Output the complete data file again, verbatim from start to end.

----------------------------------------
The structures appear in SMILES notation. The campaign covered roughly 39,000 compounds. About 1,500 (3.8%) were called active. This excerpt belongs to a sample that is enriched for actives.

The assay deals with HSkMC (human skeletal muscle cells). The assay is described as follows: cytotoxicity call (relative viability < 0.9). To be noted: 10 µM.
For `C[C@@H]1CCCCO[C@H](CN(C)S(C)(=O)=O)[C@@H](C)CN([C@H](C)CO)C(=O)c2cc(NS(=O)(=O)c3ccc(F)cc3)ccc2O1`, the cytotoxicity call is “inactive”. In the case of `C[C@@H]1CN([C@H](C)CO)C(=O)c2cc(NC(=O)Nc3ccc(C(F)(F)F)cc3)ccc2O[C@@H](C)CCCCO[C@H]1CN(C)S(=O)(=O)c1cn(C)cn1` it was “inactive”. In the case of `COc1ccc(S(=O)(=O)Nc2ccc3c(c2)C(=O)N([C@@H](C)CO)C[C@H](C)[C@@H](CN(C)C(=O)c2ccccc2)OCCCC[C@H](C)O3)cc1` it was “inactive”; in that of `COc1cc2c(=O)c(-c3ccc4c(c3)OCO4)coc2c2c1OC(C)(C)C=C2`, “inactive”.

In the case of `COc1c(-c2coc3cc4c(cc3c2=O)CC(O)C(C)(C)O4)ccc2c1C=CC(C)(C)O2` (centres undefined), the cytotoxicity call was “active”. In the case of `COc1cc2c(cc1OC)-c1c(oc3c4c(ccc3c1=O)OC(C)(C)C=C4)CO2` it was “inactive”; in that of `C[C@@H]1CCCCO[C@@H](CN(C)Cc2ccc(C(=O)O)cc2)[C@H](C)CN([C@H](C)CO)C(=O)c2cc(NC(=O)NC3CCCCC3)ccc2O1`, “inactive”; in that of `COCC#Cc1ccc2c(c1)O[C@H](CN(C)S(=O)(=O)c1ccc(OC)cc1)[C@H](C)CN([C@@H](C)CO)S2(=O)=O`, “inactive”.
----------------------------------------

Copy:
The structures appear in SMILES notation. The campaign covered roughly 39,000 compounds. About 1,500 (3.8%) were called active. This excerpt belongs to a sample that is enriched for actives.

The assay deals with HSkMC (human skeletal muscle cells). The assay is described as follows: cytotoxicity call (relative viability < 0.9). To be noted: 10 µM.
For `C[C@@H]1CCCCO[C@H](CN(C)S(C)(=O)=O)[C@@H](C)CN([C@H](C)CO)C(=O)c2cc(NS(=O)(=O)c3ccc(F)cc3)ccc2O1`, the cytotoxicity call is “inactive”. In the case of `C[C@@H]1CN([C@H](C)CO)C(=O)c2cc(NC(=O)Nc3ccc(C(F)(F)F)cc3)ccc2O[C@@H](C)CCCCO[C@H]1CN(C)S(=O)(=O)c1cn(C)cn1` it was “inactive”. In the case of `COc1ccc(S(=O)(=O)Nc2ccc3c(c2)C(=O)N([C@@H](C)CO)C[C@H](C)[C@@H](CN(C)C(=O)c2ccccc2)OCCCC[C@H](C)O3)cc1` it was “inactive”; in that of `COc1cc2c(=O)c(-c3ccc4c(c3)OCO4)coc2c2c1OC(C)(C)C=C2`, “inactive”.

In the case of `COc1c(-c2coc3cc4c(cc3c2=O)CC(O)C(C)(C)O4)ccc2c1C=CC(C)(C)O2` (centres undefined), the cytotoxicity call was “active”. In the case of `COc1cc2c(cc1OC)-c1c(oc3c4c(ccc3c1=O)OC(C)(C)C=C4)CO2` it was “inactive”; in that of `C[C@@H]1CCCCO[C@@H](CN(C)Cc2ccc(C(=O)O)cc2)[C@H](C)CN([C@H](C)CO)C(=O)c2cc(NC(=O)NC3CCCCC3)ccc2O1`, “inactive”; in that of `COCC#Cc1ccc2c(c1)O[C@H](CN(C)S(=O)(=O)c1ccc(OC)cc1)[C@H](C)CN([C@@H](C)CO)S2(=O)=O`, “inactive”.